The Gospel gives our suffering personal and cosmic meaning, by connecting our pain to the pain of others and, finally, by connecting us to the very pain of God. Any form of contemplation is a gradual sinking into this fullness, or what I call the unified field, which always produces a deep, irrational, and yet very certain hope. And we never know exactly where it came from!
Every gun that is made, every warship launched, every rocket fired, signifies, in the final sense, a theft from those who hunger and are not fed, those who are cold and are not clothed. The world in arms is not spending money alone. It is spending the sweat of its labourers, the genius of its scientists, the hopes of its children…This is not a way of life at all, in any true sense. Under the cloud of threatening war, it is humanity hanging from a cross of iron.
Dwight D Eisenhower
Source: presidential address, April 16, 1953
The Sufi tell of the disciple who asked the elder, “Is there anything I can do to make myself enlightened?”
“As little as you can do to make the sun rise in the morning.”
“Then, of what use are the spiritual exercises you prescribe?”
“To make sure you are not asleep when the sun begins to rise.”
For the Unknown Self
So much of what delights and troubles you
Happens on a surface
You take for ground.
Your mind thinks your life alone,
Your eyes consider air your nearest neighbor,
Yet it seems that a little below your heart
There houses in you an unknown self
Who prefers the patterns of the dark
And is not persuaded by the eye’s affection
Or caught by the flash of thought.
It is a self that enjoys contemplative patience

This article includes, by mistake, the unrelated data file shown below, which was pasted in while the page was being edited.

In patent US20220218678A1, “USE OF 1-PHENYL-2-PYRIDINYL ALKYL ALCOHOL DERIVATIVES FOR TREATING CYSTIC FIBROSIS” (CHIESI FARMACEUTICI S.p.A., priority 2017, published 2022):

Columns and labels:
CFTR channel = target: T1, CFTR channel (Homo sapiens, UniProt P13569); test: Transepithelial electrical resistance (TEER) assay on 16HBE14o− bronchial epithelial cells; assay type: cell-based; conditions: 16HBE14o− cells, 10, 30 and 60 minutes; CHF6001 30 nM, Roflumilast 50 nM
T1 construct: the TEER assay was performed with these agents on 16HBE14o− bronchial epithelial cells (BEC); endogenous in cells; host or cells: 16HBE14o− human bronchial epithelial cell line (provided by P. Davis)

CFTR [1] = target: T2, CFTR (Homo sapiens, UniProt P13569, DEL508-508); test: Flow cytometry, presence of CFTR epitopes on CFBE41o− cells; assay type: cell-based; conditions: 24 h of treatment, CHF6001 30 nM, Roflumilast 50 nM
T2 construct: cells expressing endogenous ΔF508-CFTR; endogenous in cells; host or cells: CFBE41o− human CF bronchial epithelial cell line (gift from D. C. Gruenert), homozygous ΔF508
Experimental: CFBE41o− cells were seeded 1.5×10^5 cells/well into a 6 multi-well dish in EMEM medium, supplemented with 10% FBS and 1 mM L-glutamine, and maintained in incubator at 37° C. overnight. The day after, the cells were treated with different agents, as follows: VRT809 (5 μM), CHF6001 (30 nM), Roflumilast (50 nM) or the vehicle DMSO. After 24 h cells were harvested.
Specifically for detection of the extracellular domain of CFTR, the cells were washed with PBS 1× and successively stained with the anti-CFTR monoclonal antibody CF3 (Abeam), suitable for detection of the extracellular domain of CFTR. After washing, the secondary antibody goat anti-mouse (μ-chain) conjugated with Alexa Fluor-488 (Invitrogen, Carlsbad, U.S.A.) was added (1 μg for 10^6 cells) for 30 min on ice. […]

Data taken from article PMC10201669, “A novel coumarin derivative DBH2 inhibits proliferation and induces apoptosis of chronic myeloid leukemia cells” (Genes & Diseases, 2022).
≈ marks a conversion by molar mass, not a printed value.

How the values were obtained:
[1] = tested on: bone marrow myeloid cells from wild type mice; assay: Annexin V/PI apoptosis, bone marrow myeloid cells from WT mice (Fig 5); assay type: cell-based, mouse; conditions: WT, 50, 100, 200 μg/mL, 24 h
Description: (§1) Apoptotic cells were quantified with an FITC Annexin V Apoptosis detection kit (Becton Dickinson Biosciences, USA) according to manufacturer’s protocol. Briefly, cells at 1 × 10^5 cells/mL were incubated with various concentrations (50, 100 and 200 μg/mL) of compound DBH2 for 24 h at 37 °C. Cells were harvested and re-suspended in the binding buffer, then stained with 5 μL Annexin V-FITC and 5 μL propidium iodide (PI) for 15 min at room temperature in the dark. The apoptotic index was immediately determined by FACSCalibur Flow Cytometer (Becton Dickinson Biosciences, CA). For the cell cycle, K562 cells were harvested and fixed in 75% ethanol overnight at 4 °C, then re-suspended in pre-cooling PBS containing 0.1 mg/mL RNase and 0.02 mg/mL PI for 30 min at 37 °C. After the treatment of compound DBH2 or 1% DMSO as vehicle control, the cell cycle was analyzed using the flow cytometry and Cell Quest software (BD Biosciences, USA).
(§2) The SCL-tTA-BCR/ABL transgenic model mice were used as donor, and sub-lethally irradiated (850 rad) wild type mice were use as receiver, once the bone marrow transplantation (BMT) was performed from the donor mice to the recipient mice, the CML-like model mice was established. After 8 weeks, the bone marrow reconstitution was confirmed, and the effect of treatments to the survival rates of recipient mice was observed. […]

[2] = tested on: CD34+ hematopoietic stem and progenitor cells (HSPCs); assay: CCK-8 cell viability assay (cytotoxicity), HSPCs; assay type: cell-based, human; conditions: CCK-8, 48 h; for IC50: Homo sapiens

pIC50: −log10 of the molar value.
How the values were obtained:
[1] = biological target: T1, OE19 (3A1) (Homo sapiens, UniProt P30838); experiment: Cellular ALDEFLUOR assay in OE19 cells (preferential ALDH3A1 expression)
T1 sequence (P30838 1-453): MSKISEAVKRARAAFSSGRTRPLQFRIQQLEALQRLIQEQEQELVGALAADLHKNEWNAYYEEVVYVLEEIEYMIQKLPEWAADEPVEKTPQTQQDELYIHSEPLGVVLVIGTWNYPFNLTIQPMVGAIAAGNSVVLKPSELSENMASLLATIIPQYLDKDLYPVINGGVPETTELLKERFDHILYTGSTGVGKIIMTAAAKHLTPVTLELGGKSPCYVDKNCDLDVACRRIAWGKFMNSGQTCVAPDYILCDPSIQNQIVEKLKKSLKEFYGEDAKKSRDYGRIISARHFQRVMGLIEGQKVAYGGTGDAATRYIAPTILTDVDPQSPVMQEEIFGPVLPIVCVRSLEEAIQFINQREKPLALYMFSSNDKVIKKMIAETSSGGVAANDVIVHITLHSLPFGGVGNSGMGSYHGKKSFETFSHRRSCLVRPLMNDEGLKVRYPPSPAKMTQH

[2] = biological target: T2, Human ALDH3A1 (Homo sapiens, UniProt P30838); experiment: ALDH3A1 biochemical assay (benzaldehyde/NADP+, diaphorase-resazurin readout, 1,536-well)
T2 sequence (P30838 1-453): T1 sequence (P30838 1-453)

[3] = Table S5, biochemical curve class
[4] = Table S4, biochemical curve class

With all your unfolding expression,
Is never drawn to break into light
Though you entangle yourself in unworthiness
And misjudge what you do and who you are.
It presides within like an evening freedom
That will often see you enchanted by twilight
Without ever recognizing the falling night,
It resembles the under-earth of your visible life:
All you do and say and think is fostered
Deep in its opaque and prevenient clay.
It dwells in a strange, yet rhythmic ease
That is not ruffled by disappointment;
It presides in a deeper current of time
Free from the force of cause and sequence
That otherwise shapes your life.
Were it to break forth into day,
Its dark light might quench your mind,
For it knows how your primeval heart
Sisters every cell of your life
To all your known mind would avoid,
Thus it knows to dwell in you gently,
Offering you only discrete glimpses
Of how you construct your life.
At times, it will lead you strangely,
Magnetized by some resonance
That ambushes your vigilance.
It works most resolutely at night
As the poet who draws your dreams,
Creating for you many secret doors,
Decorated with pictures of your hunger;
It has the dignity of the angelic
That knows you to your roots,
Always awaiting your deeper befriending
To take you beyond the threshold of want,
Where all your diverse strainings
Can come to wholesome ease.
~ John O’Donohue ~